Most Singaporeans are still choosing not to be tested for HIV, with more than 80 per cent of in-patients at public hospitals opting out of the screening test last year. But of those who did, 50 found out they were HIV-positive when it could have gone undetected, said Health Minister Khaw Boon Wan at the 7th Singapore Aids Conference yesterday.
This accounts for about 10 per cent of the total number of newly diagnosed cases – 463 – in Singapore last year. In the first 10 months of this year, 373 people tested positive for HIV. The opt-out HIV screening was implemented in the six public hospitals in 2008 for patients aged 21 and above, in a bid to get more Singaporeans tested.
“It will be safer for all if we can raise the take-up rate, and we must try,” said Mr Khaw at the event’s opening at Orchard Hotel. Of the 134,557 in-patients who were eligible for testing last year, 110,421 opted out. All patients warded at public hospitals are offered the test, which costs between $6 and $30, depending on their ward class.
The test results are disclosed only to the patient and doctors. However, if the results are positive, the hospital is required by law to inform the Health Ministry. One reason people refuse testing is their fear of being stigmatised by family and friends if they are found to be HIV-positive, said Mr Khaw, who emphasised that the community needs to break free of such prejudice. He stressed that the current challenge for Singapore is to identify those infected as early as possible.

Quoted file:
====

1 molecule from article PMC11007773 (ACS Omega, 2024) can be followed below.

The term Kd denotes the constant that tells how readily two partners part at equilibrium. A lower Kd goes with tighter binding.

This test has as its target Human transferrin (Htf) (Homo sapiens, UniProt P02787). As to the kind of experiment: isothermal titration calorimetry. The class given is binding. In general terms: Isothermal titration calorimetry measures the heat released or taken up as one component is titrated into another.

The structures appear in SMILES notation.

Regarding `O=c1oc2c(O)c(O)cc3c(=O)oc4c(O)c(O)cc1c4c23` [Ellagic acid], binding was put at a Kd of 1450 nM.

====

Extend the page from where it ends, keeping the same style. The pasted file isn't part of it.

More than half of new HIV cases are diagnosed only when the infection has reached an advanced stage. If these individuals can be diagnosed earlier, they will be able to begin timely treatment to improve their health outcomes. HIV, or human immunodeficiency virus, is spread mainly through unprotected sex, the sharing of needles and from mother to baby.
The virus attacks a person’s immune system and, in its late stages, develops into acquired immune deficiency syndrome, or Aids. The Health Ministry has ramped up HIV testing efforts. It expanded the anonymous HIV-testing programme from three to seven clinics in 2008. This has led to a more than 50 per cent increase in the number of anonymous HIV tests. There were 7,762 such anonymous tests carried out in the first 10 months of this year. “If further expansion of clinics can get many more to be tested, I am prepared to do so,” said Mr Khaw.